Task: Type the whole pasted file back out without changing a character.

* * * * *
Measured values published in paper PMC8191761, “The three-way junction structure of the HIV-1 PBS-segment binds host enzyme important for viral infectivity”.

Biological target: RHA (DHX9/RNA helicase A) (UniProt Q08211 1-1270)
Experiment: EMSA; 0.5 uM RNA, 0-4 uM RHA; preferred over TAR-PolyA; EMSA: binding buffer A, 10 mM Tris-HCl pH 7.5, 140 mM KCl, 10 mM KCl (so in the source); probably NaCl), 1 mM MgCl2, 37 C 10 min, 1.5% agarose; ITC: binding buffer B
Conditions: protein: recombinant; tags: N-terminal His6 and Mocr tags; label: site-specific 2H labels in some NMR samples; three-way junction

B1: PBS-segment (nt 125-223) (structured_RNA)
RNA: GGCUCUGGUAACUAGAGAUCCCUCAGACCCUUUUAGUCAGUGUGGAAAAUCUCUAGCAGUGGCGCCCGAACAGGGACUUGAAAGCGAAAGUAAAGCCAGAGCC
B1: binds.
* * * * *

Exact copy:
Measured values published in paper PMC8191761, “The three-way junction structure of the HIV-1 PBS-segment binds host enzyme important for viral infectivity”.

Biological target: RHA (DHX9/RNA helicase A) (UniProt Q08211 1-1270)
Experiment: EMSA; 0.5 uM RNA, 0-4 uM RHA; preferred over TAR-PolyA; EMSA: binding buffer A, 10 mM Tris-HCl pH 7.5, 140 mM KCl, 10 mM KCl (so in the source); probably NaCl), 1 mM MgCl2, 37 C 10 min, 1.5% agarose; ITC: binding buffer B
Conditions: protein: recombinant; tags: N-terminal His6 and Mocr tags; label: site-specific 2H labels in some NMR samples; three-way junction

B1: PBS-segment (nt 125-223) (structured_RNA)
RNA: GGCUCUGGUAACUAGAGAUCCCUCAGACCCUUUUAGUCAGUGUGGAAAAUCUCUAGCAGUGGCGCCCGAACAGGGACUUGAAAGCGAAAGUAAAGCCAGAGCC
B1: binds.